# Fat tails are weird

If you have taken a statistics class it may have included stuff like basic measure theory. Lebesgue measures and integrals and their relations to other means of integration. If your course was math heavy (like mine was) it may have included Carathéodory's extension theorem and even basics of operator theory on Hilbert spaces, Fourier transforms etc. Most of this mathematical tooling would be devoted to a proof of one of the most important theorems on which most of statistics is based - central limit theorem (CLT)

Central limit theorem states that for a broad class of what we in math call random variables (which represent realizations of some experiment which includes randomness), as long as they satisfy certain seemingly basic conditions, their average converges to a random variable of a particular type, one we call normal, or Gaussian.

The two conditions that these variables need to satisfy are that they are:

1. Independent
2. Have finite variance

In human language this means that individual random measurements (experiments) "don't know" anything about each other, and that each one of these measurements "most of the time" sits within a bounded range of values, as in it can actually be pretty much always … Read more...

# Ai Reflections

Statisticians like to insist that correlation should not be confused with causation. Most of us intuitively understand this actually not a very subtle difference. We know that correlation is in many ways weaker than causal relationship. A causal relationship invokes some mechanics, some process by which one process influences another. A mere correlation simply means that two processes just happened to exhibit some relationship, perhaps by chance, perhaps influenced by yet another unobserved process, perhaps by an entire chain of unobserved and seemingly unrelated processes.

When we rely on correlation, we can have models that are very often correct in their predictions, but they might be correct for all the wrong reasons. This distinction between weak, statistical relationship and a lot stronger, mechanistic, direct, dynamical, causal relationship is really at the core of what in my mind is the fatal weakness in contemporary approach in AI.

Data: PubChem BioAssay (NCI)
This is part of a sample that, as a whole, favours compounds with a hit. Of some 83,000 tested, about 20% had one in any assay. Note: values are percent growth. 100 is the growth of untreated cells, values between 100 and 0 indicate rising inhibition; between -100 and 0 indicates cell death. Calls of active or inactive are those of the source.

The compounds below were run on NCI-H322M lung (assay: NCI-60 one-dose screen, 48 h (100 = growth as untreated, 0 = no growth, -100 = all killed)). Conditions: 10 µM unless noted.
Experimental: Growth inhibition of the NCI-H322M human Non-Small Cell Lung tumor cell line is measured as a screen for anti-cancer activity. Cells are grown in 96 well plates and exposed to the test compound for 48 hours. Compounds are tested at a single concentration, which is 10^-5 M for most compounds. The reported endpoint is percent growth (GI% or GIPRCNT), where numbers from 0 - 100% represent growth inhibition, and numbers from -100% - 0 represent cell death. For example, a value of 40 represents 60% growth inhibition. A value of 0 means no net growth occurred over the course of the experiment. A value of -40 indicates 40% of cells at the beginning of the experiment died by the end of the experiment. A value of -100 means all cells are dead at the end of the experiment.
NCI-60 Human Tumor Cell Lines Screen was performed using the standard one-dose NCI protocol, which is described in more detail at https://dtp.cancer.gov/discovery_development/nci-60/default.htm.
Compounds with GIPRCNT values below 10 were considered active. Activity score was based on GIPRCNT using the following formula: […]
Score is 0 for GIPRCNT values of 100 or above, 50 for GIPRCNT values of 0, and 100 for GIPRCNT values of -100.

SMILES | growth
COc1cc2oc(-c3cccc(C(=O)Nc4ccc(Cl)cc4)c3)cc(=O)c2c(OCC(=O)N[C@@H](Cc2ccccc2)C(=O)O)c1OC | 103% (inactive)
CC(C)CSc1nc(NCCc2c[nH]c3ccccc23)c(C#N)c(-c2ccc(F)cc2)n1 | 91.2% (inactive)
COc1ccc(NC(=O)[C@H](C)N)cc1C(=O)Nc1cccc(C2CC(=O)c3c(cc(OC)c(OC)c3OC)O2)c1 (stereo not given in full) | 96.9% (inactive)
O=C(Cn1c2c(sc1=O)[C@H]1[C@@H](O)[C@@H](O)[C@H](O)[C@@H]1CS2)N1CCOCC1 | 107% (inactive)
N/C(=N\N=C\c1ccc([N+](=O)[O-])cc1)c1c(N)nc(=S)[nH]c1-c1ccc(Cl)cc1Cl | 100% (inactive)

#### The argument

Let me role play, what I think is a distilled version of a dialog between an AI enthusiast and a skeptic like myself:

AI enthusiast: Look at all these wonderful things we can do now using deep learning. We can recognize images, generate images, generate reasonable answers to questions, this is Read more...

# AI - the no bullshit approach

### Intro

Since many of my posts were mostly critical and arguably somewhat cynical [1], [2], [3], at least over the last 2-3 years, I decided to switch gears a little and let my audience know I'm actually a very constructive, busy building stuff most of the time, while my ranting on the blog is mostly a side project to vent, since above everything I'm allergic to naive hype and nonsense.

Nevertheless I've worked in the so called AI/robotics/perception for at least ten years in industry now (and prior to that having done a Phd and a rather satisfying academic career), I've had a slightly different path than many working in the same area and hence have a slightly unusual point of view. For those who never bothered to read the bio, I was excited about connectionism way before it was cool, got slightly bored by it and got drawn into more bio-realistic/neuroscience based models, worked on that a few years and got disillusioned, then worked on robotics for a few years, got disillusioned by that, went on and got a DARPA grant to build the predictive vision model (which summarized all I learned about … Read more...